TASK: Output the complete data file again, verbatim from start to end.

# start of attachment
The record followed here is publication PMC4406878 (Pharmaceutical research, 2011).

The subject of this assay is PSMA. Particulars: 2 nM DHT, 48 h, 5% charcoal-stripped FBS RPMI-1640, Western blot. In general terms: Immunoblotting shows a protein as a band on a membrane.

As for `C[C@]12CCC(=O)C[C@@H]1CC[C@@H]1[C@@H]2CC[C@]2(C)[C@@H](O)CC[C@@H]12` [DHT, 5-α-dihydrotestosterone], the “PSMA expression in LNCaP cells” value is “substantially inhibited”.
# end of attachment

The record followed here is publication PMC4406878 (Pharmaceutical research, 2011).

The subject of this assay is PSMA. Particulars: 2 nM DHT, 48 h, 5% charcoal-stripped FBS RPMI-1640, Western blot. In general terms: Immunoblotting shows a protein as a band on a membrane.

As for `C[C@]12CCC(=O)C[C@@H]1CC[C@@H]1[C@@H]2CC[C@]2(C)[C@@H](O)CC[C@@H]12` [DHT, 5-α-dihydrotestosterone], the “PSMA expression in LNCaP cells” value is “substantially inhibited”.